If your company has caused or contributed to a negative impact, you need to address the issue of remediation. There is no one size fits all solution. Rather the process could include an apology, financial compensation, or preventative action. What is adequate is based on two criteria:
- The method of remediation should be worked out from the perspective of those affected.
- The method of remediation should be based on the results of your risk analysis and the severity of the negative impact.
Based on the explanations, highlight the specific added value of a grievance and remediation mechanism for your company. This will prevent your colleagues from associating it with a mechanism to blame your company, but instead with the creation of an information and improvement mechanism.
The added value can manifest itself in that your company...
- detects negative developments at an early stage and avoids them, averting conflicts that are costly and damaging to the company's reputation.
- improves its relationships with its neighbours at the production site due to the willingness to engage in an open and honest dialogue.
- deals constructively with grievances, and strengthens the culture of continuous learning.
Hint: Emphasising the added value of the grievance mechanism for your company
Bringing your own employees on board is of utmost importance in this step of the Due Diligence Compass.
The guideline "Understanding and implementing human rights-based grievance mechanisms" from the Global Compact Network Germany (in German only) provides comprehensive information on how companies can deal with human rights complaints. In addition to concrete assistance in establishing a grievance and remediation mechanism, the guide provides reasons why such a mechanism represents added value for companies. Use the information for communication in your company.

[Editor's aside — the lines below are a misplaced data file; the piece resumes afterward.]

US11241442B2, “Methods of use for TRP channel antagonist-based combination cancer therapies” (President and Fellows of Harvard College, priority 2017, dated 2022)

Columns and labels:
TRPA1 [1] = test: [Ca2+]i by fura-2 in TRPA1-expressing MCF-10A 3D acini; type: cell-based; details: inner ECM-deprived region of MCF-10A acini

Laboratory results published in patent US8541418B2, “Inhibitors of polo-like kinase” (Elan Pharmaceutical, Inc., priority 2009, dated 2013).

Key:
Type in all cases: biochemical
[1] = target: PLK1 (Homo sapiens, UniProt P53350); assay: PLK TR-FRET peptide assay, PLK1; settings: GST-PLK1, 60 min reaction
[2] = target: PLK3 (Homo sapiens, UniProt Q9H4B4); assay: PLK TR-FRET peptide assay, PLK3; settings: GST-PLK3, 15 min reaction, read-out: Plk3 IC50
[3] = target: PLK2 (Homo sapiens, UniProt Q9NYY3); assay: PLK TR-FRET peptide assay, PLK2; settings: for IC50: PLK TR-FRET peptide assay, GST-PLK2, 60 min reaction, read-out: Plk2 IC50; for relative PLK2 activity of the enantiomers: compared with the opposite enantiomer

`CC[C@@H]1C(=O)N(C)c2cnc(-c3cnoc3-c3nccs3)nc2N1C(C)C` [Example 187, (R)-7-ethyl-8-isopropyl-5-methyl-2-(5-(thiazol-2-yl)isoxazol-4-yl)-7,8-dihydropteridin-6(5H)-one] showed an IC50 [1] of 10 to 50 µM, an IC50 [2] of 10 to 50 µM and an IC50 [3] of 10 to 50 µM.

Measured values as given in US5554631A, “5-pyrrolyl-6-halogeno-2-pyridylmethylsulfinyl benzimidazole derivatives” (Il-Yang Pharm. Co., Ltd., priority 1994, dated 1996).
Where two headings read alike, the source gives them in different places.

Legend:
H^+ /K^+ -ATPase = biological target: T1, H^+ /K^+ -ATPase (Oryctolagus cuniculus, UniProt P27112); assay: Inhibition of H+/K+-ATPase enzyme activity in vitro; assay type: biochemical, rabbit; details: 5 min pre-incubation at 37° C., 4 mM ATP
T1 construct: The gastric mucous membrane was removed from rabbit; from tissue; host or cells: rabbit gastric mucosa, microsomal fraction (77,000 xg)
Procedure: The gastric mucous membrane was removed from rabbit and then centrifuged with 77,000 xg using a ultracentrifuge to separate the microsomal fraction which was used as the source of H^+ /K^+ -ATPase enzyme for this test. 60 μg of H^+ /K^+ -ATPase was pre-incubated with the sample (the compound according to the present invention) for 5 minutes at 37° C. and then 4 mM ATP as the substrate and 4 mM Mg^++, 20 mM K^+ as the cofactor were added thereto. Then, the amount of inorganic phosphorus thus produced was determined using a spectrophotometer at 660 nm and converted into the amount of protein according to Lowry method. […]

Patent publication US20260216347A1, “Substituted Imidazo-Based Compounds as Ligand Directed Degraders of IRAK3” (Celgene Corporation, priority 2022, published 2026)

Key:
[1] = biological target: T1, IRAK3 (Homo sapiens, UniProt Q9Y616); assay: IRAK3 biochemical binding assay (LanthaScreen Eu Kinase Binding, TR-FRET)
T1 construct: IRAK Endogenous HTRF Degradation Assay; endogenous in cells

The DGCN's information portal mr-sorgfalt.de contains examples from companies and a webinar on the management of human rights complaints and the creation of access to remedial measures.
Implementation: How to proceed?
Identifying possible users of a grievance mechanism
- Even though you will identify many (possible) complainants along your value chain, especially at the beginning of the systematic analysis of complaints, you should design this exercise on a broad basis.
- A prioritisation is foreseen but should only take place afterwards.
- Draw on the results of your risk analysis and list the groups of people who could be affected by your company's business activities.
- It is useful to distinguish between groups of people in your company and third parties who cannot directly be assigned to your company.
- To enable you to revise or set up suitable complaint channels in the following steps, it is helpful to determine where the different groups are located at this point. This will help you to better integrate the cultural context.
- Here, too, you can draw on the results of your risk analysis:
- Groups of people in your company
- Internal employees
- External employees (service providers such as cleaning or security staff)
- Neighbours of your production sites
- Groups of people outside your company
- Employees at direct and upstream suppliers
- Neighbours of the production sites
- Affected individuals in the broader sense (e.g. through environmental impacts that go beyond local impacts)
- Check whether there are particularly vulnerable groups among the (potentially) affected persons who need special protection: